Nate Seltenrich’s Top Ten Albums of the Year

From Destroyer to Deerhoof to The Drift, our critics recommend the best music of 2011.


Deerhoof vs. Evil

When you’re Deerhoof, you can’t just release an album. You’ve got to release a work of art. You’ve got to challenge your foes, and challenge your fans even more. But when you’re Deerhoof, you can break those rules, too, which is exactly what the legendary San Francisco act does on its eleventh album. “Super Duper Rescue Heads” begins as outright pop. With its twee chorus Me to the rescue, me to the rescue, it’s almost a novelty. But it shifts on a dime to a Stereolab sort of krautrock, then returns to the chorus. Not every song is as surprising, but the album as a whole celebrates the unbridled, manic creativity that no other act can make sound nearly as nice. (Polyvinyl)



San Francisco artist-turned-producer Scott Hansen does two things really well on Dive, his second LP. First, he paints with the right colors. They’re sunset hues, tones of sea and sky like those depicted on the gorgeous album sleeve, also designed by Hansen. Aurally, this means acoustic, electric, and bass guitars; keyboards; and other synthesized harmonies and melodies cascading over a flexing, flowing, almost aqueous backdrop of electronic beats and sound patterns. Second, he takes those colors and paints engaging, escapist pictures: one on hand nothing you haven’t heard before, but, if you listen, nothing you have, either. (Ghostly International)

Panda Bear


You’d be forgiven for favoring Panda Bear’s previous effort, Person Pitch, over his 2011 offering Tomboy. You’d also be forgiven for writing his music off entirely — as droll hipster fodder, perhaps. But both positions miss the utterly unhurried, otherworldly beauty of Tomboy, unrivaled by anything Panda Bear has done or anything else released this year. It’s as high-concept as it is cowardly, and the tension is alluring. “You Can Count on Me” features unrelenting reverb, space-shippy drum hits, and an unaffected-voice-from-above lyrical style, while “Slow Motion” is an absolutely picture-perfect post-apocalyptic headphone opus. (Paw Tracks)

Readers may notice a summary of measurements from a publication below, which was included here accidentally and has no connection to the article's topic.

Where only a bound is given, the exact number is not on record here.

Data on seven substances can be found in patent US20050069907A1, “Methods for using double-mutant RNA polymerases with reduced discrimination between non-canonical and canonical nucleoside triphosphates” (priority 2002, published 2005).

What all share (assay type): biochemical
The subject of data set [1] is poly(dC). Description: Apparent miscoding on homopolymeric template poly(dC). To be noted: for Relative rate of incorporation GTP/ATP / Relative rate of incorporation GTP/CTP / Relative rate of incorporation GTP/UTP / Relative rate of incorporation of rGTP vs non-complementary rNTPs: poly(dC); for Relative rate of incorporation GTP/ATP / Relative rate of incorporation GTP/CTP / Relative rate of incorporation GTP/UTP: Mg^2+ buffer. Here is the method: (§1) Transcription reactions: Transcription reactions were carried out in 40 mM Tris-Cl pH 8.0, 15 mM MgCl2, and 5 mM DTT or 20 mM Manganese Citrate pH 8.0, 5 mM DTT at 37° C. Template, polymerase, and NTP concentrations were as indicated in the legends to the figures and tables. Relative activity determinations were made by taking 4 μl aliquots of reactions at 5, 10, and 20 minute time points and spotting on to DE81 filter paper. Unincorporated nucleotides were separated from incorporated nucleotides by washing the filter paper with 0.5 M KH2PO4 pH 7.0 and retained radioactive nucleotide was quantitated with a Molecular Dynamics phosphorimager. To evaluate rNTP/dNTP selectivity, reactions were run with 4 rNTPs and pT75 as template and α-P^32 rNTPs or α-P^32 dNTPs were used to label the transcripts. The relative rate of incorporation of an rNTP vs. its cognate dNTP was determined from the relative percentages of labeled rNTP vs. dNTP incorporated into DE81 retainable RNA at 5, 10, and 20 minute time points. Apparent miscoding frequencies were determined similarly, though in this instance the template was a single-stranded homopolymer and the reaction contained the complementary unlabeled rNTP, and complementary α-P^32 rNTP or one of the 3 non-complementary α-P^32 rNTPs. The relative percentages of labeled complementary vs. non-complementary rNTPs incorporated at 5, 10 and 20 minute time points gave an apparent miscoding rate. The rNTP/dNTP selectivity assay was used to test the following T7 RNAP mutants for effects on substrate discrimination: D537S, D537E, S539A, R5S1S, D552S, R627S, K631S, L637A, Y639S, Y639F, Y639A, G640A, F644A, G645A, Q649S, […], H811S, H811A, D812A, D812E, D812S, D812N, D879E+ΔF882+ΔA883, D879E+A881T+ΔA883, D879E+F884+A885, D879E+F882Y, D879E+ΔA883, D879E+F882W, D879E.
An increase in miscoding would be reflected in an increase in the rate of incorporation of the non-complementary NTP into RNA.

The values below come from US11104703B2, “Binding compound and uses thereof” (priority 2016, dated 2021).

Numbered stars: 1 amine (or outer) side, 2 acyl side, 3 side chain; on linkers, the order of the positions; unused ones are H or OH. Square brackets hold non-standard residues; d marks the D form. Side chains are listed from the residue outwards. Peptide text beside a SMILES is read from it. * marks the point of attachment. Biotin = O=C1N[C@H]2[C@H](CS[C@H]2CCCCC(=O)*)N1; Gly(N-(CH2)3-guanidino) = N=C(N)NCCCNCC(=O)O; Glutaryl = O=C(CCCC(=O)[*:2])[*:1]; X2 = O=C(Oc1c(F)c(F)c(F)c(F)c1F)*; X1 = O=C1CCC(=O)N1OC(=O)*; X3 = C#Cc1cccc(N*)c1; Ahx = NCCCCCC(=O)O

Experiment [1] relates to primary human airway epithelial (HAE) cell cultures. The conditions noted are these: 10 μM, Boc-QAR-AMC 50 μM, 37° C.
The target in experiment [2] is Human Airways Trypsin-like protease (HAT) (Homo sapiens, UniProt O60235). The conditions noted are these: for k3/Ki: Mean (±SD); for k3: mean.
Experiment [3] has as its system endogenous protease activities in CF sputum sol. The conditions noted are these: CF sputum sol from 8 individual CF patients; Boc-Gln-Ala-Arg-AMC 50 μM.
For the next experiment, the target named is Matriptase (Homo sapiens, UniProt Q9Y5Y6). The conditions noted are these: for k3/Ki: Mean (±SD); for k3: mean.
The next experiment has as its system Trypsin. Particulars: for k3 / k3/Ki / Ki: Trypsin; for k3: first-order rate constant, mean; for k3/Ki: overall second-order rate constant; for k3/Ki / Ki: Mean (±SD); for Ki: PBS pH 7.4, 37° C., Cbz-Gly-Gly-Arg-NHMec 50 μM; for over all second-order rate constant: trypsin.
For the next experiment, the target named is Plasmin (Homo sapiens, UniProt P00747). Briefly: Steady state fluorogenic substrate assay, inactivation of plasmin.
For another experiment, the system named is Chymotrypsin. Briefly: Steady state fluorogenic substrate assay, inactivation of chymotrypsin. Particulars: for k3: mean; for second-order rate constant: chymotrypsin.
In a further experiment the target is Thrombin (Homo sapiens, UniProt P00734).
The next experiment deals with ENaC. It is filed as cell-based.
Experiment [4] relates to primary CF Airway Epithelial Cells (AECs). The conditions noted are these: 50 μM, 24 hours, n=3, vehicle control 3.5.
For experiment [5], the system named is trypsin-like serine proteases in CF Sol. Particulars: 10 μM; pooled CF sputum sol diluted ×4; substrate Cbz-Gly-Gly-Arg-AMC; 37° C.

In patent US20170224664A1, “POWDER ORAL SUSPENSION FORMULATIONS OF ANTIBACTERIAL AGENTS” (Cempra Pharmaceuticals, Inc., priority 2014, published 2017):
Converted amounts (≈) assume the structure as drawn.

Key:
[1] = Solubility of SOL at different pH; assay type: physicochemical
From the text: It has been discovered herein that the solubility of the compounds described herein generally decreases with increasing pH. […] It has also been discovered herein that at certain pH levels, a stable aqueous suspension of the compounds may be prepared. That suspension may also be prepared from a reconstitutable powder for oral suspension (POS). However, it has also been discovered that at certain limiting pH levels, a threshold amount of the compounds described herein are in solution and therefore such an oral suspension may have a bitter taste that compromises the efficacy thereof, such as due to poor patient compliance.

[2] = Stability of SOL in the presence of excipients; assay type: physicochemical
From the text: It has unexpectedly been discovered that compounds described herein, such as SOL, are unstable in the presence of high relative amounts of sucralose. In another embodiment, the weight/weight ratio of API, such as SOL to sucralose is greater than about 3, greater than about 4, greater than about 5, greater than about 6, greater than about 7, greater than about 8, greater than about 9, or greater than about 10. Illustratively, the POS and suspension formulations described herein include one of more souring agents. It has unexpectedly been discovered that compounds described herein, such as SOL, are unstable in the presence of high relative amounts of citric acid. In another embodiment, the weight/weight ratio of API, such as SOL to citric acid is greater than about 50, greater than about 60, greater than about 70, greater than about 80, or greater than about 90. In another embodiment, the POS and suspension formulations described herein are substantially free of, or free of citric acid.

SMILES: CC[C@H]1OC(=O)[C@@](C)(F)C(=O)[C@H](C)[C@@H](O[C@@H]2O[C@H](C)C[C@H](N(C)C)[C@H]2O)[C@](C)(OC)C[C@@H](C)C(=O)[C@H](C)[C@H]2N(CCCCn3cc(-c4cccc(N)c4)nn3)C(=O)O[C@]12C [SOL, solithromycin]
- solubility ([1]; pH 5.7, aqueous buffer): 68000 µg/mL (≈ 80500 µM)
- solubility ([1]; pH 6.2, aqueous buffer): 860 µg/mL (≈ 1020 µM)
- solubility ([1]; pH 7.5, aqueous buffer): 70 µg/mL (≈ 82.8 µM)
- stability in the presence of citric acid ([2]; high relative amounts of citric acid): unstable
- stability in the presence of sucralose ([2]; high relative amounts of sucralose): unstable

One line in Kaputt seems to me the key to the entire album: Wasting your days, chasing some girlsalright, chasing cocaine, through the backrooms of the world all night. I first absorbed Kaputt during the days and nights bookending my friend’s wedding at a golf resort outside Phoenix. At night we stayed up late, luxuriating in warm evenings; by day, under a one-hundred-degree sun, in and out of the pool, nursing a hangover, I mainlined Bejar’s opulent vocals and the album’s slick saxophone solos in a way that felt both illicit and wholesome. Kaputt is an intense pleasure, an album you’ll find yourself chasing without reservation. (Merge)

Future Islands

On the Water

Baltimore trio Future Islands makes an incredible effort, both artful and workmanlike, to sound anything but trite: romantic, conflicted, agonizing, hopeful. Yet after making its point, the band goes even further, producing some of the year’s most complex and evocative synth-pop. I waited for an answer/you turned towards me leaving, Samuel Herring croons in the five-minute opener. “Before the Bridge” follows, a pained dance-floor number with a thumping beat and a Peter Hook bass line. Jenn Wasner of Wye Oak sings backing vocals on “The Great Fire,” which assumes the pale-purple hue of an Eighties duet. Earnestness is back. (Thrill Jockey)